THE Educational Institute of Scotland should amalgamate with the Scottish Secondary Teachers' Association to stop secondary teachers getting a raw deal, a senior SSTA figure says.
Peter Wright, Lothian area secretary and a member of the SSTA's executive, is the most senior figure in the union to urge amalgamation for some time.
Mr Wright, speaking entirely in a personal capacity, decided to make his move on the eve of this weekend's annual EIS conference, which regularly revisits the issue. The institute's Renfrewshire association will again try to commit delegates to a merger.
Supporters will not, however, be basing their arguments on Mr Wright's premise. He claims the EIS, as the largest union, has led secondary teachers into a series of "disasters, missed opportunities and own goals".
The list includes introduction of a "flawed" Standard grade curriculum, the Higher Still "fiasco", a successive "fudge" of pay settlements, the "unnecessary and irrelevant" target-setting exercise, the "mess" of compulsory modern languages - for which teachers got the blame - and the Inspectorate's "curriculum change by diktat" in S1 and S2.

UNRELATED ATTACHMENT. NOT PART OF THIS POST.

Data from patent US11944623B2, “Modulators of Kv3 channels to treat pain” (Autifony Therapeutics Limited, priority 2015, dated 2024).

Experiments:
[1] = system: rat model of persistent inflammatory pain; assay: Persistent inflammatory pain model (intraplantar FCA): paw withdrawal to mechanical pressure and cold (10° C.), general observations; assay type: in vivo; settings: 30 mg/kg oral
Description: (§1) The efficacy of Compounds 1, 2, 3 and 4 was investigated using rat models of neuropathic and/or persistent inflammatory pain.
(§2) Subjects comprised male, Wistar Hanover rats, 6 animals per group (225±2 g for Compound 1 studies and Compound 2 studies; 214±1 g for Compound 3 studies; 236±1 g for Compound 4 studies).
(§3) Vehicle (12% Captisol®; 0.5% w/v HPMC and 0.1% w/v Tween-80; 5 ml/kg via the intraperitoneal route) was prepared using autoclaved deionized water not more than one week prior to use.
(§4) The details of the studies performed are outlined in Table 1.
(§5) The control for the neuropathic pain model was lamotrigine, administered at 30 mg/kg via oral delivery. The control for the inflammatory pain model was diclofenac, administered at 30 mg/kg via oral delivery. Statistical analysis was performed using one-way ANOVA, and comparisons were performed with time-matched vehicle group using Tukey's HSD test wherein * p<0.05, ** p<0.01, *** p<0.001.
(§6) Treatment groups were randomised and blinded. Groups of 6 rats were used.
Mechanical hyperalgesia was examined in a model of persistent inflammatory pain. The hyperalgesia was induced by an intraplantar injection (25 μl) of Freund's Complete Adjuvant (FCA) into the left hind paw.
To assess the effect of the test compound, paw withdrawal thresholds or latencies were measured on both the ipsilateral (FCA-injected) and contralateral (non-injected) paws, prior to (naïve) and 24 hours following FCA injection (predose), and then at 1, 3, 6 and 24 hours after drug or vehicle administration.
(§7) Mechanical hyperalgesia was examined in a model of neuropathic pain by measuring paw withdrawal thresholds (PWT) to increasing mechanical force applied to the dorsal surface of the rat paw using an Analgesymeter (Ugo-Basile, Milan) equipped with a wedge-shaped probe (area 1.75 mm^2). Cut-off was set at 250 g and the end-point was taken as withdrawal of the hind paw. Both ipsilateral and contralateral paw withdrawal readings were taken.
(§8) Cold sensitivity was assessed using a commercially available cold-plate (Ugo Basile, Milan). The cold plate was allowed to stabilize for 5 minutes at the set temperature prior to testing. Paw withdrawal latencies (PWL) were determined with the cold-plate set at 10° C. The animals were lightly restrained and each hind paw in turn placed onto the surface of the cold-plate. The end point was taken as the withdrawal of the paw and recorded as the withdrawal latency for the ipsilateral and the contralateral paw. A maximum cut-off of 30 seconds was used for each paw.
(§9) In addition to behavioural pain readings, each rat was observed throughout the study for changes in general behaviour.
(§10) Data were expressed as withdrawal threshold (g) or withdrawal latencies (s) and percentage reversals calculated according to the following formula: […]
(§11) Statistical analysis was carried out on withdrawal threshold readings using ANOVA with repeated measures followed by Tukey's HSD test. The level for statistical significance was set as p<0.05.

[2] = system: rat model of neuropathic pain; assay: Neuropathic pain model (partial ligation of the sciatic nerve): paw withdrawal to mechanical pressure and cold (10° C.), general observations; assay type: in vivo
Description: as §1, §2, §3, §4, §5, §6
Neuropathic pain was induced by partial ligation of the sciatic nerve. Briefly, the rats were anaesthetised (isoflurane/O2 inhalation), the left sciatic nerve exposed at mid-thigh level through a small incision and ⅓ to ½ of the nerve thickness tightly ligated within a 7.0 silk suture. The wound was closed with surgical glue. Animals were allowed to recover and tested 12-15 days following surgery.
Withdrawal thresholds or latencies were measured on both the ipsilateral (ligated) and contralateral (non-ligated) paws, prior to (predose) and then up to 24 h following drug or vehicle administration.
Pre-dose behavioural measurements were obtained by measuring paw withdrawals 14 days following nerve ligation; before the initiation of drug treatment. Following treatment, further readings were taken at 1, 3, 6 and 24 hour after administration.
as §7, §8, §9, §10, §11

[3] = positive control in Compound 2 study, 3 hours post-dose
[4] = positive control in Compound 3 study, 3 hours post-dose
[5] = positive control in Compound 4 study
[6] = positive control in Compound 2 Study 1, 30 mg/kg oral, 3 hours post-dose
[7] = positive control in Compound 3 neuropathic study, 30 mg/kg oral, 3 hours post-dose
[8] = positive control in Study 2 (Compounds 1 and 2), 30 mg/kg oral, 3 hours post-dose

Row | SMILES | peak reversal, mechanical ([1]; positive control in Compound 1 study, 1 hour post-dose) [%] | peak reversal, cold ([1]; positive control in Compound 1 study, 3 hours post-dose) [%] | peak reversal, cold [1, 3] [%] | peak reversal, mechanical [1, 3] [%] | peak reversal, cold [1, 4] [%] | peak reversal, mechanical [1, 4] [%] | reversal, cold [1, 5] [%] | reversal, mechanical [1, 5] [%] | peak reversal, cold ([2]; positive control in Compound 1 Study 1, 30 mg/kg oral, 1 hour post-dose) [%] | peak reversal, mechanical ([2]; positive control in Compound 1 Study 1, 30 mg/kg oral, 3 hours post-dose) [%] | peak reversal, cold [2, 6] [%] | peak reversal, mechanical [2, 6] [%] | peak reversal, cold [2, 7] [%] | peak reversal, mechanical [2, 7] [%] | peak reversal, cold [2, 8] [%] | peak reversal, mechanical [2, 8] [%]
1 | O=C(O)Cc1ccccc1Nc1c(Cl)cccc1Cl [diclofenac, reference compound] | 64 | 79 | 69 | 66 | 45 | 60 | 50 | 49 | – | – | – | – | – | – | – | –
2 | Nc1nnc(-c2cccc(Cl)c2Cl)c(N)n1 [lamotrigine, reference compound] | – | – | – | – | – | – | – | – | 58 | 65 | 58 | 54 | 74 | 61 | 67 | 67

Mr Wright contrasts the secondary experience with that in the primary sector where the EIS represents most teachers. This unity helped primaries resist "the horrors of national testing on the English league tables model".
Official SSTA policy has been to support amalgamation but only if there is a separate secondary sector within a federal EIS structure. The model is the EIS's further education section - although it complains constantly about its lack of autonomy from the main body.
The EIS, with 50,000 members to the SSTA's 7,000, has never shown serious interest in any overtures. Mr Wright suggests some EIS figures oppose unity because it would threaten their power base. But he says that it would actually strengthen the EIS as well as the position of secondary teachers.